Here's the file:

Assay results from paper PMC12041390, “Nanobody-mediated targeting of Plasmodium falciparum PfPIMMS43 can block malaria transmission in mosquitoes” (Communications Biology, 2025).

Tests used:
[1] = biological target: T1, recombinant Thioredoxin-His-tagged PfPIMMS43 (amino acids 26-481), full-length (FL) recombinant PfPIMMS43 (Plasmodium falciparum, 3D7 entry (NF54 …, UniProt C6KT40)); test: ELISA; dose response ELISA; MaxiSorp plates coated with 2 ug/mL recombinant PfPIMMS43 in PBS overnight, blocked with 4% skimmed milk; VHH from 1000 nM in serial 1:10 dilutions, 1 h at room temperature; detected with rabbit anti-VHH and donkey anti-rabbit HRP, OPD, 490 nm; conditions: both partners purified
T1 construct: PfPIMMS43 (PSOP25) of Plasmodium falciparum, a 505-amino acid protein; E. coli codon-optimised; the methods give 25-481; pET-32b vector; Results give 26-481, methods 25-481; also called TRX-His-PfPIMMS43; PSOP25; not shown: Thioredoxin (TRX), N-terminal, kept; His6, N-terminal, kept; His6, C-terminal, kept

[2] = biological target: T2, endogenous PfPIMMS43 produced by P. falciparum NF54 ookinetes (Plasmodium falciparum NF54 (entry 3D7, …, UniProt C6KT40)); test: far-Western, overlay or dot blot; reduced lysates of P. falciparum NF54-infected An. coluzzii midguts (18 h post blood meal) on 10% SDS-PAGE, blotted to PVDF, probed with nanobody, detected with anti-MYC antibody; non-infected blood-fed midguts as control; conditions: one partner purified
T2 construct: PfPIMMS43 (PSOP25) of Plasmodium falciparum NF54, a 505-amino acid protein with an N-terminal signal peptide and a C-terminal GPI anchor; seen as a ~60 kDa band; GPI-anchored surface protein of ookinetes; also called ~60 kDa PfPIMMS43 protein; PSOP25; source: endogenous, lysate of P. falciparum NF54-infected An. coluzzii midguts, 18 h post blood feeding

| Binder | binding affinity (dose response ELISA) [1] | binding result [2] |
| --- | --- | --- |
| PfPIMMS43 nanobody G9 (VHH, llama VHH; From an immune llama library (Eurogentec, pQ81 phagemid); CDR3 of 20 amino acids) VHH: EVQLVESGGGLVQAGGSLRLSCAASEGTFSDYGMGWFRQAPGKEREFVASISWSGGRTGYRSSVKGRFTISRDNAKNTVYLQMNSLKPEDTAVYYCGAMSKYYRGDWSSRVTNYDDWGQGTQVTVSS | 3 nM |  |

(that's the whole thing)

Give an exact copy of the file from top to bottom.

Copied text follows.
Assay results from paper PMC12041390, “Nanobody-mediated targeting of Plasmodium falciparum PfPIMMS43 can block malaria transmission in mosquitoes” (Communications Biology, 2025).

Tests used:
[1] = biological target: T1, recombinant Thioredoxin-His-tagged PfPIMMS43 (amino acids 26-481), full-length (FL) recombinant PfPIMMS43 (Plasmodium falciparum, 3D7 entry (NF54 …, UniProt C6KT40)); test: ELISA; dose response ELISA; MaxiSorp plates coated with 2 ug/mL recombinant PfPIMMS43 in PBS overnight, blocked with 4% skimmed milk; VHH from 1000 nM in serial 1:10 dilutions, 1 h at room temperature; detected with rabbit anti-VHH and donkey anti-rabbit HRP, OPD, 490 nm; conditions: both partners purified
T1 construct: PfPIMMS43 (PSOP25) of Plasmodium falciparum, a 505-amino acid protein; E. coli codon-optimised; the methods give 25-481; pET-32b vector; Results give 26-481, methods 25-481; also called TRX-His-PfPIMMS43; PSOP25; not shown: Thioredoxin (TRX), N-terminal, kept; His6, N-terminal, kept; His6, C-terminal, kept

[2] = biological target: T2, endogenous PfPIMMS43 produced by P. falciparum NF54 ookinetes (Plasmodium falciparum NF54 (entry 3D7, …, UniProt C6KT40)); test: far-Western, overlay or dot blot; reduced lysates of P. falciparum NF54-infected An. coluzzii midguts (18 h post blood meal) on 10% SDS-PAGE, blotted to PVDF, probed with nanobody, detected with anti-MYC antibody; non-infected blood-fed midguts as control; conditions: one partner purified
T2 construct: PfPIMMS43 (PSOP25) of Plasmodium falciparum NF54, a 505-amino acid protein with an N-terminal signal peptide and a C-terminal GPI anchor; seen as a ~60 kDa band; GPI-anchored surface protein of ookinetes; also called ~60 kDa PfPIMMS43 protein; PSOP25; source: endogenous, lysate of P. falciparum NF54-infected An. coluzzii midguts, 18 h post blood feeding

| Binder | binding affinity (dose response ELISA) [1] | binding result [2] |
| --- | --- | --- |
| PfPIMMS43 nanobody G9 (VHH, llama VHH; From an immune llama library (Eurogentec, pQ81 phagemid); CDR3 of 20 amino acids) VHH: EVQLVESGGGLVQAGGSLRLSCAASEGTFSDYGMGWFRQAPGKEREFVASISWSGGRTGYRSSVKGRFTISRDNAKNTVYLQMNSLKPEDTAVYYCGAMSKYYRGDWSSRVTNYDDWGQGTQVTVSS | 3 nM |  |